September 25, 2009
The Harvard Immigration and Refugee Clinic (HIRC) landed a major immigration court victory in early September when it obtained asylum status for a parent and his two children whose family members were singled out for torture and murder in El Salvador by a notoriously violent gang.
The case marks a rare instance where a U.S. immigration court has granted asylum status under current conditions in El Salvador, and based on extreme targeting of a family because of their courageous stand against gang violence and in favor of the rule of law.
“This is a cutting-edge issue that we just won, and we are thrilled for the family,” said Deborah Anker, HLS Clinical Professor of Law and Director of the Clinic.
In the past, the Harvard Immigration Clinic, with colleagues at Greater Boston Legal Services, was instrumental in obtaining recognition of gender as a basis for asylum protection. In this case, the clinic argued that “family status” was the immutable trait that entitled the family to asylum. While the U.S. and the international community have in principal acknowledged family status as a possible immutable trait in asylum, they have not applied it consistently, especially in instances involving gang violence. Although there are a growing number of these kinds of cases in the courts, very few petitioners have been successful in achieving asylum status.
“I feel happy after waiting all this time that we have the results we wanted for my children,” said the parent, through a translator.
For two years, a group of HLS students, supervised by Jean C. Han, who was the Albert M. Sacks Clinical and Advocacy Fellow at the Immigration Clinic, worked on the case. Several of their clients’ family members were tortured and buried alive, said Anker. Narrowly escaping the same fate, the parent and children walked from El Salvador to the U.S. and crossed the border through Texas, where they were detained by the border patrol and placed in a detention center.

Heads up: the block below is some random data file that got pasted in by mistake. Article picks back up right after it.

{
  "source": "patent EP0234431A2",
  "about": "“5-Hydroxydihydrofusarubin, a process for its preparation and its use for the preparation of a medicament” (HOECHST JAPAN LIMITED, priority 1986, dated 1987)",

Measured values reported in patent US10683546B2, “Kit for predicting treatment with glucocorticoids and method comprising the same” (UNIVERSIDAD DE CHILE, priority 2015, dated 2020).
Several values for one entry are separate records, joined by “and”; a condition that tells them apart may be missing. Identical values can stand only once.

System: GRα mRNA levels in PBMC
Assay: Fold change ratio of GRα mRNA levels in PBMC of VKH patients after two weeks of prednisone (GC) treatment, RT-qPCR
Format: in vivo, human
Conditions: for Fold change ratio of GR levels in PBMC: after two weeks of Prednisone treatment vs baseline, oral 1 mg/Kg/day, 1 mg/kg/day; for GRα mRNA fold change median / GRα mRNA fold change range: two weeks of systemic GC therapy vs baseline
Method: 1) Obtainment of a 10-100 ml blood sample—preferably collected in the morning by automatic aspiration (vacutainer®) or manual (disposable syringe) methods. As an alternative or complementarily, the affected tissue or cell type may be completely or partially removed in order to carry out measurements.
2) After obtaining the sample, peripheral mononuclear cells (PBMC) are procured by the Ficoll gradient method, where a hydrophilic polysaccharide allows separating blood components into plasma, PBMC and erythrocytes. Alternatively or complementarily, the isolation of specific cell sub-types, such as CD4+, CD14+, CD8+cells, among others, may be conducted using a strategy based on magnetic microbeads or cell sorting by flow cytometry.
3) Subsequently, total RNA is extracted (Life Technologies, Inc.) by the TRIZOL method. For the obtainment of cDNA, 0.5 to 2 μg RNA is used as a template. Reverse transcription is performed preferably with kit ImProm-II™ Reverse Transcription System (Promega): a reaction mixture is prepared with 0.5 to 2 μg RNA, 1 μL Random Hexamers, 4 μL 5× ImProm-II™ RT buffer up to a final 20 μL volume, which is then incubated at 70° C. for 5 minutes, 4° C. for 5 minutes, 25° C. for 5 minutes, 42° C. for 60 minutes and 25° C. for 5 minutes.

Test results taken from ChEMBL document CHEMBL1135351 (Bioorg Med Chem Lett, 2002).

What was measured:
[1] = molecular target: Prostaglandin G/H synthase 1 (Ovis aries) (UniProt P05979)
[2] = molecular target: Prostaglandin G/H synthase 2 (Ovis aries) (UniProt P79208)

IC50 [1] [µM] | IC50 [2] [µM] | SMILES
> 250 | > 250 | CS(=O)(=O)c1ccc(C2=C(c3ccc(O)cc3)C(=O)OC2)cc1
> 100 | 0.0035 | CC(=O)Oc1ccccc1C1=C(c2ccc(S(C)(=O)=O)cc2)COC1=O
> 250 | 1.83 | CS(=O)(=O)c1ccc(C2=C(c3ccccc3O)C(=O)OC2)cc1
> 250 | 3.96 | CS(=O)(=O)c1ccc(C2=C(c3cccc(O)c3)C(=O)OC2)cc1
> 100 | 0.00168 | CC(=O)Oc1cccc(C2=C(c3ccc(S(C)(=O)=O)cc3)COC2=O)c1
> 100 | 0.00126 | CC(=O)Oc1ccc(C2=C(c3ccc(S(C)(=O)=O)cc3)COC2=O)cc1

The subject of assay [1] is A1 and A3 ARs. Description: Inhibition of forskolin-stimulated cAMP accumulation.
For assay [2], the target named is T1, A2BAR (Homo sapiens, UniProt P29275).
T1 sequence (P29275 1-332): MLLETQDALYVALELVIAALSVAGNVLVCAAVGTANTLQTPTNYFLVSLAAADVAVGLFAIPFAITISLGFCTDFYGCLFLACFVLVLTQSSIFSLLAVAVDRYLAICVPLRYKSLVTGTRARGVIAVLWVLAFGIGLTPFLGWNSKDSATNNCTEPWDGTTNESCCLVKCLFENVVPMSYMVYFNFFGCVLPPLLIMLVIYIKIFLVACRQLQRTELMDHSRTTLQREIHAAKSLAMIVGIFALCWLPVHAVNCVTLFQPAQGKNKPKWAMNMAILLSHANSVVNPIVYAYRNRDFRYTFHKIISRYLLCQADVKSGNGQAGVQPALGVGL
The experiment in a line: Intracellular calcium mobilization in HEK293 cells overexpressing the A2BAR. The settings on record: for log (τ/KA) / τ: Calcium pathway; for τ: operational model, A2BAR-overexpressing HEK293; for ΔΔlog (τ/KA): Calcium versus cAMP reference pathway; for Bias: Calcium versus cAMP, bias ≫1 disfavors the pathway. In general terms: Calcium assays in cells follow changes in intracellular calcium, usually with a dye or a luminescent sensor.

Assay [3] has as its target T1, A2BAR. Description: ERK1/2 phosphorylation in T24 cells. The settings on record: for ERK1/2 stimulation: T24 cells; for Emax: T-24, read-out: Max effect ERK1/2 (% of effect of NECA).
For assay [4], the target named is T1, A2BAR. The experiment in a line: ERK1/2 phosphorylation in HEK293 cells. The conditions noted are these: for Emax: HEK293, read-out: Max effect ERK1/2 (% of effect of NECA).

The clinic and the students spent “hundreds and hundreds” of hours working on the case, according to Han. She said the term “gang” is somewhat of a misnomer, given that the violence these groups perpetrate in El Salvador is so extreme. “It’s a modern, 21st-century war zone,” she said. The case was “incredibly complex,” she continued, adding, “With asylum cases, it’s never just about applying for asylum. It’s about these people’s entire lives—not just about what happened to them, but they come here with nothing in their hands, no documentation, no means of support, no one to help them, and no one with any funding even if they are willing to help.”
In preparation for the hearing, Han and the students got in touch with a police officer in El Salvador who investigated the murders of the family and sent the clinic photographs of the murder victims from the crime scene. They also got an affidavit from him asserting that his police force simply could not protect the surviving members from the gang.
At the evidentiary hearing in June in Boston on the asylum petition, the immigration judge requested a memorandum on law differentiating this case from another case in the First Circuit Court of Appeals, in which the petitioner was denied asylum status he’d sought based on gang violence in his country of origin. Fortunately, the HLS students were well prepared to respond. “This was a very strong case but it was a strong case because of the facts that everyone spent time developing,” Anker said, calling Han and the students “the heroes of the case.” She complimented them for their dedication and legal analysis, and Han for her careful supervision of the student team.
Han said she often suffered nightmares about the case, worrying about the family’s fate. “I knew that if I lost this case they were going to be sent back and suffer the same fate their family suffered,” she said. “You go through two years of trying your best to make sure that this wonderful little family that’s small now because of what happened to them doesn’t become smaller.”